The Ninna Nanna

#1
I was very intrigued by the Ninna Nanna (a word for an Italian Folk Lullaby) that is sung over the closing credits. Interestingly, this particular Ninna Nanna (called Ninna Nanna Malandrineddu, and originating in Sardinia) contains a character named Tony (or Anton, to be more precise). It's the story told through the words of a woman to her son, who's father was an outlaw that escaped to the mountains: "Antoneddu, little Anton," she goes on to say, "I'd rather see you dead than a bandit in the mountains."

Ninna Nanna’s, while designed to sound soothing and calming to a young child, notoriously also included very mature, grim content from time to time as well. Elsewhere, this one also includes the lines: “You must grow big and strong / You must grow quickly. / Little son, you must avenge your father”.

"I'd rather see you dead than a bandit in the mountains." What does this refer to? Perhaps Tony’s rejection of his own father’s path? In the lullaby, the father has already become a bandit in the mountains, and the mother would wish her son dead before he takes a similar route. There has been much discussion here lately of the symbolic death of each of Tony’s father figures, perhaps this ties in with that?

Simultaneously, though, the mother wishes that her son avenge his father. For what reason, if any, would Tony Soprano feel the need to avenge his father? In his own eyes, Tony’s father was larger-than-life. It’s interesting that if Tony felt the need for vengeance against anyone in his father’s name, it would be against the very woman who would sing this lullaby to him. Tony struggled his whole life to stand up to his large-looming mother. Livia was also the woman that – in Tony’s eyes – crumbled his mighty father, and “wore him down to the little nub” that he was when he died. Though this point really had nothing to do with the episode, so I'm obviously digressing here.

Back on track, perhaps the Ninna Nanna is speaking to the other Tony: Anthony, Jr. This notion invokes the earlier scene of Tony cradling his “baby” in his arms outside the pool. Perhaps it is A.J. that would be dead before following his dishonest, criminal father as a bandit in the mountains? In the past, it has always been a possibility for us that AJ would follow his father into the business, but now (after he has come down after the initial rush of aiding in the burning of that debtor’s foot with the acid) we see that he certainly has way too much heart to ever fully belong in that life. In fact, it is the Tony Sopranos of the world that are causing AJ so much distress over the evil of the world. Like never before, we are seeing AJ becoming more like his often-depressed father, but also drifting further away by rejecting everything that his father stands for. And as the mother of the lullaby wishes her son dead before leading the life of a bandit, AJ chooses suicide (or at the very least, a reckless "cry for help") before following his father (or his up-and-coming thug friends) into the life as well.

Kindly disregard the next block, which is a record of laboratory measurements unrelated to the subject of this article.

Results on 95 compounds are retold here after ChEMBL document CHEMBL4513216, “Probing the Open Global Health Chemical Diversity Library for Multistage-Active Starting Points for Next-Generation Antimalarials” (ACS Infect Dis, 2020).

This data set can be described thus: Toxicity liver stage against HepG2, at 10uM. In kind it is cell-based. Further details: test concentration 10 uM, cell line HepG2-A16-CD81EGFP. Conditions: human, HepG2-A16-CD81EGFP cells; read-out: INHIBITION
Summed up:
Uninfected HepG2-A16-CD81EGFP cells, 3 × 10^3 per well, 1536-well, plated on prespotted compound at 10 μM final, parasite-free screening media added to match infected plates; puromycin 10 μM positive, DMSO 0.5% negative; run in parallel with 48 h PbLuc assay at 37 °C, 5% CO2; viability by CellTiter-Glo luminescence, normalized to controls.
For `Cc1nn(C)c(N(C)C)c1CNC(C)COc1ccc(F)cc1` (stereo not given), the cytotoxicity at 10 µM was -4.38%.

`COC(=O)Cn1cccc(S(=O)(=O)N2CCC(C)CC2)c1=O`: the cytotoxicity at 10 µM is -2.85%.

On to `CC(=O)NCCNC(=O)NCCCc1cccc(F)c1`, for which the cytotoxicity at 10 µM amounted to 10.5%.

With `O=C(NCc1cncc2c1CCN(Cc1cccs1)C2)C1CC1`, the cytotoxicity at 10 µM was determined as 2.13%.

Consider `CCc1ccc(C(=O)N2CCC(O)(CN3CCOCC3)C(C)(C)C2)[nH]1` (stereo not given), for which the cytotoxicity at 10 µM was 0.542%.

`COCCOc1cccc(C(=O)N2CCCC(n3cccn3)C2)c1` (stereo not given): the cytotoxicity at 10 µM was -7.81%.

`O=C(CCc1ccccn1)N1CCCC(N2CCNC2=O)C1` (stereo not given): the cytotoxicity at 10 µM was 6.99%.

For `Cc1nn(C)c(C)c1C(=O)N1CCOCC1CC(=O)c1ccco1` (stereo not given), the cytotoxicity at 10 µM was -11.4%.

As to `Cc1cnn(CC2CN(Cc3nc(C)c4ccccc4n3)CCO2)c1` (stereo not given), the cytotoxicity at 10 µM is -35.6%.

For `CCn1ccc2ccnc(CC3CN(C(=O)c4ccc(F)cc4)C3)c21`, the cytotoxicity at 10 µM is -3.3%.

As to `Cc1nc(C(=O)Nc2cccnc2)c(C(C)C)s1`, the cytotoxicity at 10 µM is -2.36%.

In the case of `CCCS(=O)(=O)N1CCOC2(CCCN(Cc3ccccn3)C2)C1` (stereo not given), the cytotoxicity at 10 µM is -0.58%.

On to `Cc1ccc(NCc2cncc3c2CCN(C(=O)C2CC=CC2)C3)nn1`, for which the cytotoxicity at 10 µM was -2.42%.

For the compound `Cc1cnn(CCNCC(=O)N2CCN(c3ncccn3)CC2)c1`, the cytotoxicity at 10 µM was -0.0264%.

Again, I find the lyrics to another song used by Chase to be eerily perfect and wholly episode-appropriate. How does this guy always land on the perfect song, that not only fits the mood so well, but also has such meaningful lyrical content?

Re: The Ninna Nanna

#2
UP, thanks for the find. I did think this sounded like an Italian lullaby my mom used to sing. I thought the singer sounded really harsh though and barely recognized it.

To me it makes a lot of sense that it is AJ. It could be referencing his suicide, but to avenge his father. Maybe that's precient?

Re: The Ninna Nanna

#3
Terrific post, UP. How does a kid that just graduated high school know so much?:icon_biggrin::icon_wink:

I had no idea about the song or its lyrical content. But your description of its message makes clear that Chase could have chosen it for that aspect as well as for its meloncholic, old-world tune.

If it was the former, it sounds like AJ is the "Anton" intended. The shot of the two Anthonys in the hospital at the end makes it clear that they have at least as much in common as they have in difference. I would say that mother's voice is speaking for Carmela, AJ, and Tony himself. None of them want AJ to follow Tony's paths, either the one to becoming a "bandit" or the one to becoming a self-destructive depressive. Yet AJ is clearly already on the latter path.

Did you do a full translation of the lyrics (or locate one done by someone else)?
Tony, his spirits crushed after b-lining to the fridge first thing in the morning: "Who ate the last piece of cake?"

Re: The Ninna Nanna

#4
Thanks Fly! Actually, I was unable to find the full lyrics, either in English (or in Italian, with the hopes of roughly translating it). When I stumbled upon the full title of this particular 'ninna nanna', I just started typing it into different search engines, and stumbled upon a few different articles that quoted a line here or there. So I admit, my understanding of the lyrical content of this is based entirely on very few facts posted in several different places, and is therefore extremely limited. If I happen to find the full lullaby, I'll be sure to post it in its entirety. Perhaps then will more light be shed on the exact relevance of the song.